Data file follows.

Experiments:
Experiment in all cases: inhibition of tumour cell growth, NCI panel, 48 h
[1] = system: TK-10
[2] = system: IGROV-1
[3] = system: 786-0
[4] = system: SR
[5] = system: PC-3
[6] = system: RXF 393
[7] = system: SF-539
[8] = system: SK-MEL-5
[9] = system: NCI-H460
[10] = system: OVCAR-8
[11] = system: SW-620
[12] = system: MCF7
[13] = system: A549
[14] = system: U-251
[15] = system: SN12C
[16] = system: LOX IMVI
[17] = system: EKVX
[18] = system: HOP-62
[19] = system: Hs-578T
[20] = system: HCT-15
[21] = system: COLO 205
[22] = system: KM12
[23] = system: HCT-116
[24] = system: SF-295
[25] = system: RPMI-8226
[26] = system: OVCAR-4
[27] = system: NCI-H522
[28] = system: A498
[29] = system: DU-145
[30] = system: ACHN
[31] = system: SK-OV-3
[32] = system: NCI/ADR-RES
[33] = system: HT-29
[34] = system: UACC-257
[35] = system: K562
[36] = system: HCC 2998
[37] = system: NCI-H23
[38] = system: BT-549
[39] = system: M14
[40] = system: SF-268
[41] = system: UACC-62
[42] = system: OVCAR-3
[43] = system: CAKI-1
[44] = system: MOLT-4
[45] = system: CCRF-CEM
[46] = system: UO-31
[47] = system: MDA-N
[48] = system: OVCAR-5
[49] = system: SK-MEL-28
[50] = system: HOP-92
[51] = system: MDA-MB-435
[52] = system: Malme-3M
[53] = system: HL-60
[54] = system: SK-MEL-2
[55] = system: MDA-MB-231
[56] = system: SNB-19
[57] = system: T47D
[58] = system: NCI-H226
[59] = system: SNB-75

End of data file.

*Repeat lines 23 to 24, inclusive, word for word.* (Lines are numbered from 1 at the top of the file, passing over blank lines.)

[21] = system: COLO 205
[22] = system: KM12